Evaluation of Control and Surveillance Strategies for Classical Swine FeverWednesday, October 10, 2012
Based on the results of a simulation model, Swiss researchers found that pre-emptive culling and vaccination offered no advantages over baseline control strategies in controlling classical swine fever (CSF) in regions with low- or medium density of the pig population. They stressed that early detection of outbreaks is crucial and that risk-based surveillance should be focused on farms with weaners and fattening pigs.
CSF outbreaks can cause enormous losses in naïve pig populations and how best to minimise the economic damage and number of culled animals caused by CSF is therefore an important research area, according to S. Dürr and colleagues at the University of Berne in Switzerland.
In their paper in the journal, Preventative Veterinary Medicine, they explain that the baseline CSF control strategy in the European Union and Switzerland comprises culling all animals in infected herds, movement restrictions for animals, materials and people within a given distance to the infected herd and epidemiological tracing of transmission contacts. Additional disease control measures such as pre-emptive culling or vaccination have been recommended, based on the results from several simulation models; however, these models were developed for areas with high animal densities.
The objective of the Berne study was to explore whether pre-emptive culling and emergency vaccination should also be recommended in low- to moderate-density areas such as Switzerland. Additionally, the researchers studied the influence of initial outbreak conditions on outbreak severity to improve the efficiency of disease prevention and surveillance.
A spatial, stochastic, individual-animal-based simulation model using all registered Swiss pig premises in 2009 (n=9,770) was implemented to quantify these relationships. The model simulates within-herd and between-herd transmission (direct and indirect contacts and local area spread).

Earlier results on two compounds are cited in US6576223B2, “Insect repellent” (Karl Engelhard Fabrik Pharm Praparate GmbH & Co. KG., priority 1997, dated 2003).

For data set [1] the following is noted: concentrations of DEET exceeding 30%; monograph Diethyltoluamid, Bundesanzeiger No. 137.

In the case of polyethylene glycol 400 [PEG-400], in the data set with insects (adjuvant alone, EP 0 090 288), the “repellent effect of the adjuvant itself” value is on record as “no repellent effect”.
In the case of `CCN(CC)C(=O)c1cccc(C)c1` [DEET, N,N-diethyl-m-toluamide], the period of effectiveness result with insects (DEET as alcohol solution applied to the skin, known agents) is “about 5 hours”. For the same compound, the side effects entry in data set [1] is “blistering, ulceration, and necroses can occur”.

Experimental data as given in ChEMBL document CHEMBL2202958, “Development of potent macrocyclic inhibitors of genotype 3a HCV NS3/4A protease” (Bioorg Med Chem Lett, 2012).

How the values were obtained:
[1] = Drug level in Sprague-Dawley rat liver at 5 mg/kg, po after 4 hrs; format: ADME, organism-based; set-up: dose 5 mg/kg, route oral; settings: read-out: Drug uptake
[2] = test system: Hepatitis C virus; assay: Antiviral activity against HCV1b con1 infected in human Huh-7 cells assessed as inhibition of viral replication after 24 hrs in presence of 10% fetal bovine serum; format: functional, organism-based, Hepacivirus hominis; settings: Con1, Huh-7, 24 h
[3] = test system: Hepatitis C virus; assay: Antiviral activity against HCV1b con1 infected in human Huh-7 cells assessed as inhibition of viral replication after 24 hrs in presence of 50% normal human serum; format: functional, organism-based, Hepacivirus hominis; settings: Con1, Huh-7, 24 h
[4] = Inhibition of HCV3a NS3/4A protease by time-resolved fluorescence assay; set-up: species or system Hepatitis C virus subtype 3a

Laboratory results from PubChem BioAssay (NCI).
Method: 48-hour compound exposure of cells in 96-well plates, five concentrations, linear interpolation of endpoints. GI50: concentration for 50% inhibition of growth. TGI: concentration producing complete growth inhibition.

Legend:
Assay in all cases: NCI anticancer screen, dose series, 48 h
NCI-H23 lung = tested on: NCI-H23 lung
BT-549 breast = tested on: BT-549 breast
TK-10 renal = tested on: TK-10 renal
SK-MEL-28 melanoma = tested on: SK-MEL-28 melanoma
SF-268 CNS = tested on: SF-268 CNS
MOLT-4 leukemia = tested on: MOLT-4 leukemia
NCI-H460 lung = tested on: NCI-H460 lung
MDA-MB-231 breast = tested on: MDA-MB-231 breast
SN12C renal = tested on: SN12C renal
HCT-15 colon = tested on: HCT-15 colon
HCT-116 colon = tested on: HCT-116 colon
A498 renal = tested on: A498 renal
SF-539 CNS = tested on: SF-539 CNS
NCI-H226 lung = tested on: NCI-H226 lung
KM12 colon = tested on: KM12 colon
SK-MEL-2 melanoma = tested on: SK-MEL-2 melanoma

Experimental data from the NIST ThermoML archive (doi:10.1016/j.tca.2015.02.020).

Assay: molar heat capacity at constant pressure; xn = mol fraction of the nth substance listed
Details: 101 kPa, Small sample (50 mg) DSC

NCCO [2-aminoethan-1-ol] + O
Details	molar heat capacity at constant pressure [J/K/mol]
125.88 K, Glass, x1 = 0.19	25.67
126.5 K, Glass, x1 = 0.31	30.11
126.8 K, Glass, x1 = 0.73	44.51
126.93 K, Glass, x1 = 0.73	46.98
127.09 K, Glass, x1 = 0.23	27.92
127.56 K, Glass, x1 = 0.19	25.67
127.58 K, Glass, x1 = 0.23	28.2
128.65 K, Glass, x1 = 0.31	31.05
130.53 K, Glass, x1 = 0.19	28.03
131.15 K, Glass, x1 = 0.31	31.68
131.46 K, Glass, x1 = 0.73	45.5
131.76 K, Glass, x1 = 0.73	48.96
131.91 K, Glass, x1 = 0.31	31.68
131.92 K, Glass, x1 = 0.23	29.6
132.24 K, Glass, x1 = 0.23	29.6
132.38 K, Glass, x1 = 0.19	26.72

A total of 112 distinct scenarios were simulated by varying the following four parameters:
- control measures
- index herd type (breeding, fattening, weaning or mixed herd)
- detection delay for secondary cases during an outbreak, and
- contact tracing probability.
To assess the impact of scenarios on outbreak severity, daily transmission rates were compared between scenarios.
Compared with the baseline strategy (stamping out and movement restrictions) vaccination and pre-emptive culling neither reduced outbreak size nor duration.
Outbreaks starting in a herd with weaning piglets or fattening pigs caused higher losses regarding to the number of culled premises and were longer lasting than those starting in the two other index herd types. Similarly, larger transmission rates were estimated for these index herd type outbreaks.
A longer detection delay resulted in more culled premises and longer duration and better transmission tracing increased the number of short outbreaks.
Based on the simulation results, Dürr and colleagues concluded that baseline control strategies seem sufficient to control CSF in low- to medium animal-dense areas. Early detection of outbreaks is crucial and risk-based surveillance should be focused on weaning piglet and fattening pig premises.
Dürr S., Zu Dohna H., Di Labio E., Carpenter T.E. and Doherr M.G. 2012. Evaluation of control and surveillance strategies for classical swine fever using a simulation model. Prev Vet Med. 2012 Aug 1. [Epub ahead of print]
Further ReadingYou can view the full report (fee payable) by clicking here.
Find out more information on swine fevers by clicking here.